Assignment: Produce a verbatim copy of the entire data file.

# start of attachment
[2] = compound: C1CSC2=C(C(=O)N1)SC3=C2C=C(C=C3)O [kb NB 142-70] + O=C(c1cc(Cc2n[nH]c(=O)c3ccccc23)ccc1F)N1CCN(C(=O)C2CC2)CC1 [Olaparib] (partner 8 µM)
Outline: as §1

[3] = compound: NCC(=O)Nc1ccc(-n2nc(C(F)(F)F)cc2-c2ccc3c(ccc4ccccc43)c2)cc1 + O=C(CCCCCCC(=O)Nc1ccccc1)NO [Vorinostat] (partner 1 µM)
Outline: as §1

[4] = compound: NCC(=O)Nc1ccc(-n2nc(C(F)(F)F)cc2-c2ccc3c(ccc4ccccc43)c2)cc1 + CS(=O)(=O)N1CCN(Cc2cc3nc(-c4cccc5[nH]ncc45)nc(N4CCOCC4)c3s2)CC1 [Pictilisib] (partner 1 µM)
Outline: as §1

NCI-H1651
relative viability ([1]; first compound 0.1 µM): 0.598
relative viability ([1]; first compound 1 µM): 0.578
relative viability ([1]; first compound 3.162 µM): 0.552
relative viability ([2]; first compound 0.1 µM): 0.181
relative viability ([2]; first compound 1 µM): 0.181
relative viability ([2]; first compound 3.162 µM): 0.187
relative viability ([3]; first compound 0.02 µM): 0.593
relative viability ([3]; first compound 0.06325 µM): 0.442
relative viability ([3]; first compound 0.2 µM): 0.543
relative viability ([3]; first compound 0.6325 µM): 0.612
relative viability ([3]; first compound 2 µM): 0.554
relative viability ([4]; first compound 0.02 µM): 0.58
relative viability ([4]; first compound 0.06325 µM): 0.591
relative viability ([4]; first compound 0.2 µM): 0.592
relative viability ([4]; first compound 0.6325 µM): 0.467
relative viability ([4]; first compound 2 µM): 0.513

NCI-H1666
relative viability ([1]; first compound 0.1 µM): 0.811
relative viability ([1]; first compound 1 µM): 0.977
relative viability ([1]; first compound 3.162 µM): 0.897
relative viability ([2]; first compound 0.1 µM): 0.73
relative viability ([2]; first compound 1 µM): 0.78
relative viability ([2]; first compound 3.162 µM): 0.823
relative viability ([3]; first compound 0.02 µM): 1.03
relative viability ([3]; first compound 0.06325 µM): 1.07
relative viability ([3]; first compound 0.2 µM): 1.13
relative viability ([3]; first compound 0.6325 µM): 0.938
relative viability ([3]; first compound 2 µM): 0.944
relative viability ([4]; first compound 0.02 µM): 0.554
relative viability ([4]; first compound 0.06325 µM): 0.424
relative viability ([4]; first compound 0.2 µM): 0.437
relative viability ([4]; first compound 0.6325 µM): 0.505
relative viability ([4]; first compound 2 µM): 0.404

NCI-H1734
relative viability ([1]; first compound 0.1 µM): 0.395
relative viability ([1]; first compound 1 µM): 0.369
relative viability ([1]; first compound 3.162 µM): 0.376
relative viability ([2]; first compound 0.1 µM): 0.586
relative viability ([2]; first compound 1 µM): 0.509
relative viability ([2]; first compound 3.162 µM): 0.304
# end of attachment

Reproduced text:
[2] = compound: C1CSC2=C(C(=O)N1)SC3=C2C=C(C=C3)O [kb NB 142-70] + O=C(c1cc(Cc2n[nH]c(=O)c3ccccc23)ccc1F)N1CCN(C(=O)C2CC2)CC1 [Olaparib] (partner 8 µM)
Outline: as §1

[3] = compound: NCC(=O)Nc1ccc(-n2nc(C(F)(F)F)cc2-c2ccc3c(ccc4ccccc43)c2)cc1 + O=C(CCCCCCC(=O)Nc1ccccc1)NO [Vorinostat] (partner 1 µM)
Outline: as §1

[4] = compound: NCC(=O)Nc1ccc(-n2nc(C(F)(F)F)cc2-c2ccc3c(ccc4ccccc43)c2)cc1 + CS(=O)(=O)N1CCN(Cc2cc3nc(-c4cccc5[nH]ncc45)nc(N4CCOCC4)c3s2)CC1 [Pictilisib] (partner 1 µM)
Outline: as §1

NCI-H1651
relative viability ([1]; first compound 0.1 µM): 0.598
relative viability ([1]; first compound 1 µM): 0.578
relative viability ([1]; first compound 3.162 µM): 0.552
relative viability ([2]; first compound 0.1 µM): 0.181
relative viability ([2]; first compound 1 µM): 0.181
relative viability ([2]; first compound 3.162 µM): 0.187
relative viability ([3]; first compound 0.02 µM): 0.593
relative viability ([3]; first compound 0.06325 µM): 0.442
relative viability ([3]; first compound 0.2 µM): 0.543
relative viability ([3]; first compound 0.6325 µM): 0.612
relative viability ([3]; first compound 2 µM): 0.554
relative viability ([4]; first compound 0.02 µM): 0.58
relative viability ([4]; first compound 0.06325 µM): 0.591
relative viability ([4]; first compound 0.2 µM): 0.592
relative viability ([4]; first compound 0.6325 µM): 0.467
relative viability ([4]; first compound 2 µM): 0.513

NCI-H1666
relative viability ([1]; first compound 0.1 µM): 0.811
relative viability ([1]; first compound 1 µM): 0.977
relative viability ([1]; first compound 3.162 µM): 0.897
relative viability ([2]; first compound 0.1 µM): 0.73
relative viability ([2]; first compound 1 µM): 0.78
relative viability ([2]; first compound 3.162 µM): 0.823
relative viability ([3]; first compound 0.02 µM): 1.03
relative viability ([3]; first compound 0.06325 µM): 1.07
relative viability ([3]; first compound 0.2 µM): 1.13
relative viability ([3]; first compound 0.6325 µM): 0.938
relative viability ([3]; first compound 2 µM): 0.944
relative viability ([4]; first compound 0.02 µM): 0.554
relative viability ([4]; first compound 0.06325 µM): 0.424
relative viability ([4]; first compound 0.2 µM): 0.437
relative viability ([4]; first compound 0.6325 µM): 0.505
relative viability ([4]; first compound 2 µM): 0.404

NCI-H1734
relative viability ([1]; first compound 0.1 µM): 0.395
relative viability ([1]; first compound 1 µM): 0.369
relative viability ([1]; first compound 3.162 µM): 0.376
relative viability ([2]; first compound 0.1 µM): 0.586
relative viability ([2]; first compound 1 µM): 0.509
relative viability ([2]; first compound 3.162 µM): 0.304